پیش فرض های کیفیت خدمات استاندارد آرامش بخش در حضور ریسک حرکت نزولی
|کد مقاله||سال انتشار||مقاله انگلیسی||ترجمه فارسی||تعداد کلمات|
|15649||2008||16 صفحه PDF||سفارش دهید||محاسبه نشده|
Publisher : Elsevier - Science Direct (الزویر - ساینس دایرکت)
Journal : The Quarterly Review of Economics and Finance, Volume 48, Issue 1, February 2008, Pages 78–93
We analyze how the introduction of a downside risk measure and less restrictive assumptions in the standard hedging problem changes the optimal hedge and the opportunity costs of not hedging. Based on a dataset of futures and cash returns for soybeans and S&P 500 returns, the findings indicate that the optimal hedge changes considerably when a one-sided risk measure is adopted and standard assumptions are relaxed. Further, the results suggest that in a downside risk framework with realistic hedging assumptions there is little or no incentive for producers to hedge as the opportunity cost of not hedging is small.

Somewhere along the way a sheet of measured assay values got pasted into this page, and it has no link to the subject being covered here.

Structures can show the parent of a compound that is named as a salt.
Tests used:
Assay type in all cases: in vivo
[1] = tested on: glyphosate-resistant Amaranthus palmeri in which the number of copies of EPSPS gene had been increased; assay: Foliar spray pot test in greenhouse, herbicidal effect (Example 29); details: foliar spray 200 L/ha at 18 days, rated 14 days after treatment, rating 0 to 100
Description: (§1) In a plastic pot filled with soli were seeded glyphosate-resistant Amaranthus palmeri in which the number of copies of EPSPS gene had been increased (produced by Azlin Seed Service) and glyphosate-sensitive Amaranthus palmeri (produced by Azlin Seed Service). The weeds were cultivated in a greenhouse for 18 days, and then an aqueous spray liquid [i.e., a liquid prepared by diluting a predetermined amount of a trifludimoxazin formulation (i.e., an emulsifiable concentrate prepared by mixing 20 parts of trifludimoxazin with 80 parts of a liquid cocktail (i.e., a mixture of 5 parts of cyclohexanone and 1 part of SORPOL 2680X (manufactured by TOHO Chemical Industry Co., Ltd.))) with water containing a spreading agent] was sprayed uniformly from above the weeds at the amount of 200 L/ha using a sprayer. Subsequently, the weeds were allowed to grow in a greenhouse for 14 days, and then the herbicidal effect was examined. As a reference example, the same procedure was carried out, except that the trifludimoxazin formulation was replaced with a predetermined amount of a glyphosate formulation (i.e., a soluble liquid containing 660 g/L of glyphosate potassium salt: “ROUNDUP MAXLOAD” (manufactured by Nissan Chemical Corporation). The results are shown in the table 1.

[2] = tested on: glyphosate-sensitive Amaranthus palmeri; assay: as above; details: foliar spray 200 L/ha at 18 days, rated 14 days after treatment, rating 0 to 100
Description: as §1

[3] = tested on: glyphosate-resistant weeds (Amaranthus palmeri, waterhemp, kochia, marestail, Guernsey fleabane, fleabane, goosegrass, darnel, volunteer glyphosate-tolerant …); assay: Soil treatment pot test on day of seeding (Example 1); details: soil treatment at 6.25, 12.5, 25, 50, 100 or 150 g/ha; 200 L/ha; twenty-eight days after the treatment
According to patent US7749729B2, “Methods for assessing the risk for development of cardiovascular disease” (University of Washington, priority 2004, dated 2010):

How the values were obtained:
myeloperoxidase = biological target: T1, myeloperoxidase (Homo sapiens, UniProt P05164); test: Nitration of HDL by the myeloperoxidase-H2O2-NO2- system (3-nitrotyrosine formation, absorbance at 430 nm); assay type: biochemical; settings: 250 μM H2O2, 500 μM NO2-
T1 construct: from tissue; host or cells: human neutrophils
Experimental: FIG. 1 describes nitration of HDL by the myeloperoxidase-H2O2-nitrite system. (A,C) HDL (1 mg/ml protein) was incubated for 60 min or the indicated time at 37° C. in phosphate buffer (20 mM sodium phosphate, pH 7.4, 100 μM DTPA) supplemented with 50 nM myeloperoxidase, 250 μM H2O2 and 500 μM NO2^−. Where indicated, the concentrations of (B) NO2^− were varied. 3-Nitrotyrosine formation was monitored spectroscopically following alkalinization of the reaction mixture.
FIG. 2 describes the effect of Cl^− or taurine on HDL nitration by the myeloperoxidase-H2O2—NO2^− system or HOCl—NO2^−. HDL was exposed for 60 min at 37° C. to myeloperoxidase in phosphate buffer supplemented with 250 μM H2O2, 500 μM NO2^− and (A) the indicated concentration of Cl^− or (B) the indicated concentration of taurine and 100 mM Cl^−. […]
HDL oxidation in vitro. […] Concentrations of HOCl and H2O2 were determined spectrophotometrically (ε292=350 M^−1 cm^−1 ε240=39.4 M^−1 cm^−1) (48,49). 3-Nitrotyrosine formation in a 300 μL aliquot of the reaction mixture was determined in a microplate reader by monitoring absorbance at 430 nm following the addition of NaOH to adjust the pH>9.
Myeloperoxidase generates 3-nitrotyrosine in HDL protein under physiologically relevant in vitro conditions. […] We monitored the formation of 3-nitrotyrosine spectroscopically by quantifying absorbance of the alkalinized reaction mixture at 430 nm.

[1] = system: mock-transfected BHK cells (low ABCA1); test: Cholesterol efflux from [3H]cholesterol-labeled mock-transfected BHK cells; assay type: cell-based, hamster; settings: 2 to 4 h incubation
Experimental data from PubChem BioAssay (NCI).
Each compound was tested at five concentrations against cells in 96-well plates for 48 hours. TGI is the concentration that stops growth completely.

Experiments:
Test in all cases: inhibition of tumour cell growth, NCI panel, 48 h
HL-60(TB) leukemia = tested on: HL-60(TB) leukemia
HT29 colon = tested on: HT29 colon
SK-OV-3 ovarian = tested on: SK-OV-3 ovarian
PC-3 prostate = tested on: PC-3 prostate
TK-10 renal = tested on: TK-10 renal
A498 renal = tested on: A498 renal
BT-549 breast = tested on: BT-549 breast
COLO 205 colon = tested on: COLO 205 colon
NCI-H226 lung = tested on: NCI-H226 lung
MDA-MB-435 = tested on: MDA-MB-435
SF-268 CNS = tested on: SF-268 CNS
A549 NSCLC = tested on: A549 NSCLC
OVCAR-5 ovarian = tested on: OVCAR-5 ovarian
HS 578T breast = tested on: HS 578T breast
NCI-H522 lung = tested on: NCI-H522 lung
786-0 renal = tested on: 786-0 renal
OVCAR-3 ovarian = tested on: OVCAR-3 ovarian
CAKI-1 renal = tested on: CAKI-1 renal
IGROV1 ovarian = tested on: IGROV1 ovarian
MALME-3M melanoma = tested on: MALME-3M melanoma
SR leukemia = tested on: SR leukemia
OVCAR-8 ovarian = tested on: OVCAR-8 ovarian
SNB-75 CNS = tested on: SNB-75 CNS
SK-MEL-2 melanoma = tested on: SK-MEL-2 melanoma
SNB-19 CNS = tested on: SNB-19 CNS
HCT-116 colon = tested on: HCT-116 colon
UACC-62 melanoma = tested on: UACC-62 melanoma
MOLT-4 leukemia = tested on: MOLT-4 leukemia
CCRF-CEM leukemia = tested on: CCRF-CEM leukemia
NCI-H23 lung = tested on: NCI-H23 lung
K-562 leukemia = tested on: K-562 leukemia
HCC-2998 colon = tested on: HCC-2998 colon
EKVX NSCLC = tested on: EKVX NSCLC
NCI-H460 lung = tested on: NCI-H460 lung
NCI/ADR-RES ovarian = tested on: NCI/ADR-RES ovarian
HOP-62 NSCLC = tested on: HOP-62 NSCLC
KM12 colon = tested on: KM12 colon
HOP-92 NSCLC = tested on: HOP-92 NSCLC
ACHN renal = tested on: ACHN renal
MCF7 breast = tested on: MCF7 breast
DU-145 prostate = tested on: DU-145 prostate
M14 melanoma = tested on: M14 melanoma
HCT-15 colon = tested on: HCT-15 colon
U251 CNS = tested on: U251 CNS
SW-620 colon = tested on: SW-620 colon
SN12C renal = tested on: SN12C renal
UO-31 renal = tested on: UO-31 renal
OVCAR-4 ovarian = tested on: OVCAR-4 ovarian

Hedging models traditionally adopt variance as a measure of risk, and minimum-variance hedge ratios are calculated for agents to follow. While the minimum-variance hedge ratios are tractable and easy to estimate, the underlying assumptions may not be consistent with hedgers’ decision context, which may explain why estimated and observed hedge ratios differ (Collins, 1997; Peck & Nahmias, 1989). A concern with the traditional hedge ratios is that the measure of risk implies that agents view positive and negative deviations from the expected return as equally undesirable. However, agents frequently perceive risk as a failure to achieve a certain level of return (Unser, 2000). In this context, downside risk measures, which assume that returns below a certain reference level involve risk and returns above this reference level represent better investment opportunities, can be highly relevant (Grootveld & Hallerbach, 1999). In recent survey papers, Lien and Tse (2002) argue that a one-sided measure is more relevant in a hedging context than the traditional two-sided measure represented by the variance, and Chen, Lee, and Shrestha (2003) emphasize that one-sided risk measures like the semivariance are consistent with individuals’ risk perceptions. Standard hedging models have also been criticized because of their restrictive set of assumptions about agents’ behavior. Chen et al. (2003) identify that almost all hedge ratio research fails to incorporate transaction costs and the possibility of investments in assets other than cash and futures positions. But these assumptions are restrictive and may not reflect agent's situations. By definition, there are margin deposit requirements and brokerage fees in futures markets. Further, opportunities to borrow and lend, as well as to invest in alternative investments, are at times available to hedgers. Lence, 1995 and Lence, 1996 demonstrated that utility maximizing mean-variance and minimum-variance hedge ratios can differ considerably under realistic conditions when the standard assumptions are relaxed, leading him to question the usefulness of minimum-variance hedge ratios and the preoccupation with their measurement. But as Chen et al. (2003) emphasize Lence's findings are based on a specific utility function and a given set of return distributions, and it remains to be seen if the findings hold for downside risk hedge ratios. Following Chen et al. (2003), we investigate how estimated hedge ratios and the opportunity cost of failing to hedge are affected when risk is measured in a downside framework, and allowing for alternative investments and the introduction of brokerage fees. Hedge ratios using futures contracts are calculated under utility maximization. To identify clearly the effects of the utility function, the return distributions, and the presence of downside risk, we develop a simulation that is similar to Lence's operational decision of hedging an agricultural commodity. We then use a more general and realistic utility specification, the constant relative risk averse (CRRA) function to model preferences which allows for the absolute level of risk aversion to change with wealth. A data set of recent soybean futures and cash returns, and the S&P returns are used to perform the analysis. Since the joint distribution of the variables is elliptically symmetric our CRRA function satisfies the location-scale condition and our two-parameter preference function can reflect any utility function in an expected utility model. Finally, a lower partial moment (LPM) function is used to reflect the presence of downside risk which has been identified as a more realistic measure of risk in a hedging context.